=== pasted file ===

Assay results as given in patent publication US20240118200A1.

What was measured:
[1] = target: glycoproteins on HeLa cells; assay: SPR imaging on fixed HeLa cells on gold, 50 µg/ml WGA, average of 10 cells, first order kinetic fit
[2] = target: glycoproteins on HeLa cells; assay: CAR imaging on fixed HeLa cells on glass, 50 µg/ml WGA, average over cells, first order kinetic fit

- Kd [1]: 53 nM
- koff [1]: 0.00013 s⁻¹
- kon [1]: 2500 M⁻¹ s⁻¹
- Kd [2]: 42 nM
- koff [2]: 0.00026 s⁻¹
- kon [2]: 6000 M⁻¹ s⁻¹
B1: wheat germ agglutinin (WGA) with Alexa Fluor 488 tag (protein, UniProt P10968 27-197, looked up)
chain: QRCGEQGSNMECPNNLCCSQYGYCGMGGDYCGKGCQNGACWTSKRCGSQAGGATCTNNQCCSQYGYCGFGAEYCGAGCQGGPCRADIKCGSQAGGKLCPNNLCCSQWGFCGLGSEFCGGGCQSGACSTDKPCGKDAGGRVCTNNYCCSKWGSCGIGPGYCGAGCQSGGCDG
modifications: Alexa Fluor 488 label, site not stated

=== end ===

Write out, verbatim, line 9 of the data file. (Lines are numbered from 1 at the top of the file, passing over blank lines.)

- koff [2]: 0.00026 s⁻¹